Based primarily on physical evidence uncovered during a recent renovation (foundation, walls, finishes, etc.), it appears the original house was a simple rectangular hall-parlor form built with a stone and mortar foundation and adobe walls by a Joseph Shelley, circa 1870-1880s. In circa 1890-1900, a cross-wing was constructed, also built of adobe but with an exterior sheathing of common brick, west of the original house. Much larger in scale than the original house, the addition had a prominent stone foundation (camouflaged by a later alteration) with taller walls that allowed a 9’6″ ceiling for the interior. This addition appears to have been a simple two room form as well (a single adobe load bearing interior wall suggest this). A veranda was also built across the front elevation sometime after this addition (the veranda was removed during the early 1930s renovation). Prior to the 1930s, the adobe brick walls were left exposed.

Between 1930 and 1934, Delbert and Ora Chipman completely transformed their house’s appearance, having a basement dug out across the entire house plan (a remarkable task considering the pre-1900 house had load-bearing adobe brick walls), lowering floor joists to create a common floor height, removing and replacing interior walls, building a large brick addition in the rear and a small frame entry hall in the front and completely refinishing the exterior (including enlarging the windows and replacing the roof). With the exception of a series of succeeding exterior and interior finishes, the house has remained essentially unchanged since this major alteration.

Other significant architectural features that contribute to the historical integrity which date to the 1930s (or earlier), include: a large fireplace with a brick mantle, surrounded by a built-in bookcase that spans the entire wall (constructed of pine and glazing, the doors having the same fore mentioned cross-hatching muntins); an elaborate series of floor to ceiling built-in kitchen cabinets and drawers; a near intact 1930s bathroom (adjacent to the kitchen); arched and geometric plaster archways between the parlor and dinning room, in the kitchen and in both hallways; a telephone niche in the dinning room; built-in cabinets and drawers in all of the hallways; a swinging butlers door between the kitchen and bedroom hallway; paneled doors throughout; circa 1870s, 1900, and 1930s door and window surrounds and baseboards; c.1930s finish hardware throughout; and finally, a dirt chute in the bedroom hallway that drops refuse into a cabinet (which holds a small rubbish bin) in the basement.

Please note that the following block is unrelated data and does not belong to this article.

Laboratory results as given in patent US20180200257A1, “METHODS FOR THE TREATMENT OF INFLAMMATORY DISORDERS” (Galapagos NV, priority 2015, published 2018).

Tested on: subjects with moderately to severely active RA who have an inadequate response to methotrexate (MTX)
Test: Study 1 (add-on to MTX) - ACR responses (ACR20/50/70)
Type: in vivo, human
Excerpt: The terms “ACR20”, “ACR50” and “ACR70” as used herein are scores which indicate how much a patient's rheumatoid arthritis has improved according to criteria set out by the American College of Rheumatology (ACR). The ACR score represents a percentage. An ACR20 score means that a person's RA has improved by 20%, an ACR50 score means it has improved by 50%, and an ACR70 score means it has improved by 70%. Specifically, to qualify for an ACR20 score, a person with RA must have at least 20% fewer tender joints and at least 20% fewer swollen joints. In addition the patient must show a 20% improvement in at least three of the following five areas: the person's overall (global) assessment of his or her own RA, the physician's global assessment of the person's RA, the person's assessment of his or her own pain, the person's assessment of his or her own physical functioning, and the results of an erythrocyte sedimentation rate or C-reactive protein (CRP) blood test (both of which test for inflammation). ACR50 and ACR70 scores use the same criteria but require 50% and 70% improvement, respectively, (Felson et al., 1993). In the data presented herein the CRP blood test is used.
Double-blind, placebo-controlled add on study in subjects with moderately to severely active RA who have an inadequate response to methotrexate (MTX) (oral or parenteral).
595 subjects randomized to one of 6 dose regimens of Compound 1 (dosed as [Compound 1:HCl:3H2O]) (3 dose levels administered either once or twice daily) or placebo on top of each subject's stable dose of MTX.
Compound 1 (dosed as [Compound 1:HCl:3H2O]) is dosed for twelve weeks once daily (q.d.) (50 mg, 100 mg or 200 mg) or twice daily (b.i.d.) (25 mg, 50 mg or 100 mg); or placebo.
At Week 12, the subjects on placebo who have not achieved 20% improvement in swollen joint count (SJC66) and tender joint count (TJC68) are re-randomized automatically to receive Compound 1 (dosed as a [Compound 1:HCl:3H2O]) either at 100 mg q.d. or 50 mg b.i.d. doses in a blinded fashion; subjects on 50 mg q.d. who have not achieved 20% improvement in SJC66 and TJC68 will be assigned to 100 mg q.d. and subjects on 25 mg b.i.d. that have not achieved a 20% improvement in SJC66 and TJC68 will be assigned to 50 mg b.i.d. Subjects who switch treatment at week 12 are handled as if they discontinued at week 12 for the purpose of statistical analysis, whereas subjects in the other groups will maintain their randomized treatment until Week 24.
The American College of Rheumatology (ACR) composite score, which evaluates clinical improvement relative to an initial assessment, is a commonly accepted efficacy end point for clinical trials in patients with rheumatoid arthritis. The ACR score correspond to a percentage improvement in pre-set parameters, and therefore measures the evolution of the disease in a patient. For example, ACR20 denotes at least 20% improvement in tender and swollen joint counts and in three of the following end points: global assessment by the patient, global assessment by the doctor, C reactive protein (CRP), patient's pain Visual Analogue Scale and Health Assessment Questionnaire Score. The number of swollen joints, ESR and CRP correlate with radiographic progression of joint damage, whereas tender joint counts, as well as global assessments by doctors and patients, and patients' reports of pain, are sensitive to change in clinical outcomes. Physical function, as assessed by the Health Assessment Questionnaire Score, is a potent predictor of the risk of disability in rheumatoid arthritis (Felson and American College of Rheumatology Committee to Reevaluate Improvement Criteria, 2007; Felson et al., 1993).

Besides the house and adjacent semi-detached porte-cochere/pergola, there is a large frame sheep barn, built c.1920, with a gambrel clerestory roof with side bays, built of 4×4 lumber or smaller, covered with pine lap siding. The barn is currently situated on the rear of the lot, directly north, behind and some distance from the house.

Prior to Delbert and Ora Chipman’s deaths the entire Chipman parcel was nearly an acre (94/100). This included the residence, side and rear gardens, and a concrete block garage (since demolished) in the rear of the house; then behind and beside the residential area to the north and south, separated by fence and hedges, a concrete cellar (directly behind the landscaped yard), then further north, a series of wooden corrals and pens (stakes, rough and dimensional lumber) which surrounded the barn on the west and south sides. Against the corral was a wooden loading ramp that faced an opened field and road to the east. East of the residential area was a sheep pasture and road that lead to the rear barn and corrals. It is suggested that the sheep were herded or trucked into this small agricultural complex seasonally for care and shearing.

The Chipmans purchased the east lot (.50 of an acre) in 1946 from Utah County for back taxes from 1929-1946 (Books 384:358 and 462:473, Utah County Recorders Office). Although the lot was purchased by the Chipmans in 1946, the lot may have been used or rented by Chipmans much earlier, possibly since the early 1930s. The Chipmans used the east lot for a pasture, for equipment storage, and to access the rear of their lot. The barn is the only remaining element in this once agrarian complex used from c.1920s to 1970.